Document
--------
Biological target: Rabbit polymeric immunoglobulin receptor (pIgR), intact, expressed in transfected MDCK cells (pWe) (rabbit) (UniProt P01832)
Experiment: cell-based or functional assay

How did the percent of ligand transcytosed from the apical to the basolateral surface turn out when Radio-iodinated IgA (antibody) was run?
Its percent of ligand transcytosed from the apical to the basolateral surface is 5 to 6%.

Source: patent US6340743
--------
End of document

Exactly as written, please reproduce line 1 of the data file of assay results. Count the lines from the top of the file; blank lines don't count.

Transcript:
Biological target: Rabbit polymeric immunoglobulin receptor (pIgR), intact, expressed in transfected MDCK cells (pWe) (rabbit) (UniProt P01832)